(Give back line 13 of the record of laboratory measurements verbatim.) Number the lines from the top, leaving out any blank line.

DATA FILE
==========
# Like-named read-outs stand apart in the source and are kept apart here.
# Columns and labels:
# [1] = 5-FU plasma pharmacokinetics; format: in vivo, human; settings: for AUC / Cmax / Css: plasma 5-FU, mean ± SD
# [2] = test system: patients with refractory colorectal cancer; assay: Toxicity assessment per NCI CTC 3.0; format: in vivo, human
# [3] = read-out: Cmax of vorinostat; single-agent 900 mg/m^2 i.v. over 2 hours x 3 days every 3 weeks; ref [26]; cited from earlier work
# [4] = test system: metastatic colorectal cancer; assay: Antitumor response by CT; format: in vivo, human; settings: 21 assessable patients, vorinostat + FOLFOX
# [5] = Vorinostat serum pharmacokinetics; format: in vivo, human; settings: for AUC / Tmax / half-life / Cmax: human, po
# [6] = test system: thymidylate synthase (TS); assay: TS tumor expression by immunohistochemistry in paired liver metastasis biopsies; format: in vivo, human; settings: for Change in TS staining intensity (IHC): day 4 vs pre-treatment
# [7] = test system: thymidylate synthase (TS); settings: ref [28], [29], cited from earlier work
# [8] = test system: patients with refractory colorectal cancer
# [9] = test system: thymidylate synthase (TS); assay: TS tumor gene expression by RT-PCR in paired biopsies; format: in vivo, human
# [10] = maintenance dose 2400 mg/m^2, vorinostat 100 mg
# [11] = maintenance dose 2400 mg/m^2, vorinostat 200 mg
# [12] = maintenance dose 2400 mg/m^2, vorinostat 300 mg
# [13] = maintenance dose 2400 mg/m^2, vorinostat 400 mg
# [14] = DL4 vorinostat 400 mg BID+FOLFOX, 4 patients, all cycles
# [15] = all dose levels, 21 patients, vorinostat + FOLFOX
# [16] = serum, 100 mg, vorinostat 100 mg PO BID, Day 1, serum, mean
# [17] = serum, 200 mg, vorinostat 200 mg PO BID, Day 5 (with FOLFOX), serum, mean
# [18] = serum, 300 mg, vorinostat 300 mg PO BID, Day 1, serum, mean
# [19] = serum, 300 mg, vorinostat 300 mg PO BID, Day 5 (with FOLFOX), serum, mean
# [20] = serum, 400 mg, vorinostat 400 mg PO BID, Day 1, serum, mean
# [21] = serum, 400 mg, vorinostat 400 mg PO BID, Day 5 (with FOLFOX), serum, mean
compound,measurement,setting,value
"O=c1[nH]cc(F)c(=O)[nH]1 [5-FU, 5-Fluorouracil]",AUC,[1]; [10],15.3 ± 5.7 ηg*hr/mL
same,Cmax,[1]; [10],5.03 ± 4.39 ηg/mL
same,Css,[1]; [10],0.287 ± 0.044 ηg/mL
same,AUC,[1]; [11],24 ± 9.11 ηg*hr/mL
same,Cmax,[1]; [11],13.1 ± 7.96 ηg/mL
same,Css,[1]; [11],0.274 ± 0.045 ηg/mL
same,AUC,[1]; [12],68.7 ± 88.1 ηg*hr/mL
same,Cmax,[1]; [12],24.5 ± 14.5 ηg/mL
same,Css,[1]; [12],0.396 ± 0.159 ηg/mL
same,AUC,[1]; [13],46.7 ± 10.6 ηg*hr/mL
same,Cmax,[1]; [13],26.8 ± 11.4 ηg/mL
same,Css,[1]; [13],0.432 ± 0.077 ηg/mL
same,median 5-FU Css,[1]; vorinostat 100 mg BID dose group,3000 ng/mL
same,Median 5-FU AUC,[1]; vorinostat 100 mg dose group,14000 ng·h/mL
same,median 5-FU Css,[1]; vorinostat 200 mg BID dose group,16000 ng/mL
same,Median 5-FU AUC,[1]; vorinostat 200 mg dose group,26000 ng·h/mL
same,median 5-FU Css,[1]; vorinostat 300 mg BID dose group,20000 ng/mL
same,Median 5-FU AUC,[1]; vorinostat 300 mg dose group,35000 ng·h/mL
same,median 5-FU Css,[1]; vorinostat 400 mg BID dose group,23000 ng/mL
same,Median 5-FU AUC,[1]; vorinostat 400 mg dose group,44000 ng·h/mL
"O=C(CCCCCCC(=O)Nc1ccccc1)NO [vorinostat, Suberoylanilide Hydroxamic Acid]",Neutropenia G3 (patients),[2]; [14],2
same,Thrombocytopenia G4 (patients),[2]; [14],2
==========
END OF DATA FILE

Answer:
# [11] = maintenance dose 2400 mg/m^2, vorinostat 200 mg